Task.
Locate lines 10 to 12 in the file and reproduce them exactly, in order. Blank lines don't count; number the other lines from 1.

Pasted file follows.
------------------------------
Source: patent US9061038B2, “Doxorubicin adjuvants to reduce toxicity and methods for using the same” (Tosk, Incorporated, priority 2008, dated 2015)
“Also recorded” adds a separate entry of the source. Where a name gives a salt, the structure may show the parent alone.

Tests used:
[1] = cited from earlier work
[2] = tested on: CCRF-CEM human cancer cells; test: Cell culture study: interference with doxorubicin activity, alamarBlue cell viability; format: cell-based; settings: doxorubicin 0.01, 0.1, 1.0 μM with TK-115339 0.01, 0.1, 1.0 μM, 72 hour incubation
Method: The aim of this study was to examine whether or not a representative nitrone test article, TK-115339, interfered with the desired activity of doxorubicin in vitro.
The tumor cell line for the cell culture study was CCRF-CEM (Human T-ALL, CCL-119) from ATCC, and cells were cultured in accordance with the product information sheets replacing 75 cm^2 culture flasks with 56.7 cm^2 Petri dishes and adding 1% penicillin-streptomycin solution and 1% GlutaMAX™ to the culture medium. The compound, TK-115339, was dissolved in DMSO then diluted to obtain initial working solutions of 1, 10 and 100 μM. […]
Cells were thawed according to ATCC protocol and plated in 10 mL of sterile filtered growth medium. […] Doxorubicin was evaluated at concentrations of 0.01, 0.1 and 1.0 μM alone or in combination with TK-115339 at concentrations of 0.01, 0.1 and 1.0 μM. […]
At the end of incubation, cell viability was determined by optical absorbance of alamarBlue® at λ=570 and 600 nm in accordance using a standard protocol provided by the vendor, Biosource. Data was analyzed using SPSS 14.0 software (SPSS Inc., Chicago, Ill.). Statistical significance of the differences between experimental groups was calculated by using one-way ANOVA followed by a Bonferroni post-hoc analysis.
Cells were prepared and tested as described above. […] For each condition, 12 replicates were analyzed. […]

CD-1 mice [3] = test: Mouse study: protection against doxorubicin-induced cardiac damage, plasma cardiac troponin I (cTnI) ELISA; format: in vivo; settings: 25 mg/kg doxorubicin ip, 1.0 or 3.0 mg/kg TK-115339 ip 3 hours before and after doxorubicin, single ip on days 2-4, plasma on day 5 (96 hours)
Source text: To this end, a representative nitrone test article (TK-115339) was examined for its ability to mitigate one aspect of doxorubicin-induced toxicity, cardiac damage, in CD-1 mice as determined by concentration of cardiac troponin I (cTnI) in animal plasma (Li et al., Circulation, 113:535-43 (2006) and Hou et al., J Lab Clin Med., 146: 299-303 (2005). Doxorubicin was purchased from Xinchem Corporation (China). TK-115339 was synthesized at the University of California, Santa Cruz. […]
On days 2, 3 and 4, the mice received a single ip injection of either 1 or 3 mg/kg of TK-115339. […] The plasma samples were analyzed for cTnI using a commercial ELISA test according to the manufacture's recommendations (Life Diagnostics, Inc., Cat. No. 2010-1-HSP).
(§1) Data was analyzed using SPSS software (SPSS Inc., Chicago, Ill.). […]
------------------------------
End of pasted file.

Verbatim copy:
Cells were prepared and tested as described above. […] For each condition, 12 replicates were analyzed. […]

CD-1 mice [3] = test: Mouse study: protection against doxorubicin-induced cardiac damage, plasma cardiac troponin I (cTnI) ELISA; format: in vivo; settings: 25 mg/kg doxorubicin ip, 1.0 or 3.0 mg/kg TK-115339 ip 3 hours before and after doxorubicin, single ip on days 2-4, plasma on day 5 (96 hours)
Source text: To this end, a representative nitrone test article (TK-115339) was examined for its ability to mitigate one aspect of doxorubicin-induced toxicity, cardiac damage, in CD-1 mice as determined by concentration of cardiac troponin I (cTnI) in animal plasma (Li et al., Circulation, 113:535-43 (2006) and Hou et al., J Lab Clin Med., 146: 299-303 (2005). Doxorubicin was purchased from Xinchem Corporation (China). TK-115339 was synthesized at the University of California, Santa Cruz. […]